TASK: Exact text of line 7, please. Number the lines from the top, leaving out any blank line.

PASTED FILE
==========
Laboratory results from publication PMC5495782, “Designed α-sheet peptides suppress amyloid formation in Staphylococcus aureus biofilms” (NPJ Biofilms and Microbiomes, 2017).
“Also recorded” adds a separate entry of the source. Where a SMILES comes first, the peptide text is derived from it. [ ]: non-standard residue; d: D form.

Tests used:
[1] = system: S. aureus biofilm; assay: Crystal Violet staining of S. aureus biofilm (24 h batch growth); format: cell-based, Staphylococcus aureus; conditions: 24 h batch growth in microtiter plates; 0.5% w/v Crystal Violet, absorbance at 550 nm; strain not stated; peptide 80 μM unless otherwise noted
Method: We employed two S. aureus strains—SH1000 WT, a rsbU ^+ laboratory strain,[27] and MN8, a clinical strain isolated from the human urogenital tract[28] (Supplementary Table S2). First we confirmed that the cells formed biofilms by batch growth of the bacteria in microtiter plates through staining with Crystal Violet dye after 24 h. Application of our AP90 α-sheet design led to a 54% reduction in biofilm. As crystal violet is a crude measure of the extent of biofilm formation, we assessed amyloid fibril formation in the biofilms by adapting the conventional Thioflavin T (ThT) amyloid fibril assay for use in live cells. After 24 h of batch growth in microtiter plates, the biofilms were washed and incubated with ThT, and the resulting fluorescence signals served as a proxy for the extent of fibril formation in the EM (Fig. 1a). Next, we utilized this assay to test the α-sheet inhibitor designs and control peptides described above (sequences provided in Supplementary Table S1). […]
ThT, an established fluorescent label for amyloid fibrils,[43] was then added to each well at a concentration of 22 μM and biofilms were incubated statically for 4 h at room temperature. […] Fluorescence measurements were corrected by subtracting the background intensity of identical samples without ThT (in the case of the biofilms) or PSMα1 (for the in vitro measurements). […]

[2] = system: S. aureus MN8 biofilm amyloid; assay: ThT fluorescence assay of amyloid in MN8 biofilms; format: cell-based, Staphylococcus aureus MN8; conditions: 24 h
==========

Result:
[2] = system: S. aureus MN8 biofilm amyloid; assay: ThT fluorescence assay of amyloid in MN8 biofilms; format: cell-based, Staphylococcus aureus MN8; conditions: 24 h